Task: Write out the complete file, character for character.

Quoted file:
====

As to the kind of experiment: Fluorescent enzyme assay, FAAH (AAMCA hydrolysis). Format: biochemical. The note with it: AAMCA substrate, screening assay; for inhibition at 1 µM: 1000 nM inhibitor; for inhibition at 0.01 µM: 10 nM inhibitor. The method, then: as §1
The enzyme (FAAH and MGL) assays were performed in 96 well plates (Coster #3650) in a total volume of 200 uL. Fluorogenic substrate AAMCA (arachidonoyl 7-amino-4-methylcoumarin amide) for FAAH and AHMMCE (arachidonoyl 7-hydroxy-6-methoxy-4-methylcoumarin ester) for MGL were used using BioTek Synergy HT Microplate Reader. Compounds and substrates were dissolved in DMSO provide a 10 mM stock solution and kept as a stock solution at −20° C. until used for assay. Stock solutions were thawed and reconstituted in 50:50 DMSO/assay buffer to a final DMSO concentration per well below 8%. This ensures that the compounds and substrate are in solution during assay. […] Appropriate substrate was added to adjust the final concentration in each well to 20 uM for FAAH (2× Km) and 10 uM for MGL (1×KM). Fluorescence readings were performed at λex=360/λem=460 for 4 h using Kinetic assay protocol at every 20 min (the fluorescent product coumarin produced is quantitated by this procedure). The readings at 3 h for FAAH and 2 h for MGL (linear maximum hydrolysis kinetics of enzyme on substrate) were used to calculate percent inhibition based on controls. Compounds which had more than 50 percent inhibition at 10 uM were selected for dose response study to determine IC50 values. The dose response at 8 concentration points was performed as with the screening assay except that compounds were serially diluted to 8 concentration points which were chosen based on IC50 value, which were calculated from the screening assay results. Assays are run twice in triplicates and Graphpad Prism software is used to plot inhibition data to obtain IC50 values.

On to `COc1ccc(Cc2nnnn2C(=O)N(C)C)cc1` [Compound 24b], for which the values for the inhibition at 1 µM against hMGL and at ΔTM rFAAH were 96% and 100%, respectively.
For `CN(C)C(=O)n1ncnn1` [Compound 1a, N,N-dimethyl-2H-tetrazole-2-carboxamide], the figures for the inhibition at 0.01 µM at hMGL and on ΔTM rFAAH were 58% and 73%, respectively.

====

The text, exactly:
As to the kind of experiment: Fluorescent enzyme assay, FAAH (AAMCA hydrolysis). Format: biochemical. The note with it: AAMCA substrate, screening assay; for inhibition at 1 µM: 1000 nM inhibitor; for inhibition at 0.01 µM: 10 nM inhibitor. The method, then: as §1
The enzyme (FAAH and MGL) assays were performed in 96 well plates (Coster #3650) in a total volume of 200 uL. Fluorogenic substrate AAMCA (arachidonoyl 7-amino-4-methylcoumarin amide) for FAAH and AHMMCE (arachidonoyl 7-hydroxy-6-methoxy-4-methylcoumarin ester) for MGL were used using BioTek Synergy HT Microplate Reader. Compounds and substrates were dissolved in DMSO provide a 10 mM stock solution and kept as a stock solution at −20° C. until used for assay. Stock solutions were thawed and reconstituted in 50:50 DMSO/assay buffer to a final DMSO concentration per well below 8%. This ensures that the compounds and substrate are in solution during assay. […] Appropriate substrate was added to adjust the final concentration in each well to 20 uM for FAAH (2× Km) and 10 uM for MGL (1×KM). Fluorescence readings were performed at λex=360/λem=460 for 4 h using Kinetic assay protocol at every 20 min (the fluorescent product coumarin produced is quantitated by this procedure). The readings at 3 h for FAAH and 2 h for MGL (linear maximum hydrolysis kinetics of enzyme on substrate) were used to calculate percent inhibition based on controls. Compounds which had more than 50 percent inhibition at 10 uM were selected for dose response study to determine IC50 values. The dose response at 8 concentration points was performed as with the screening assay except that compounds were serially diluted to 8 concentration points which were chosen based on IC50 value, which were calculated from the screening assay results. Assays are run twice in triplicates and Graphpad Prism software is used to plot inhibition data to obtain IC50 values.

On to `COc1ccc(Cc2nnnn2C(=O)N(C)C)cc1` [Compound 24b], for which the values for the inhibition at 1 µM against hMGL and at ΔTM rFAAH were 96% and 100%, respectively.
For `CN(C)C(=O)n1ncnn1` [Compound 1a, N,N-dimethyl-2H-tetrazole-2-carboxamide], the figures for the inhibition at 0.01 µM at hMGL and on ΔTM rFAAH were 58% and 73%, respectively.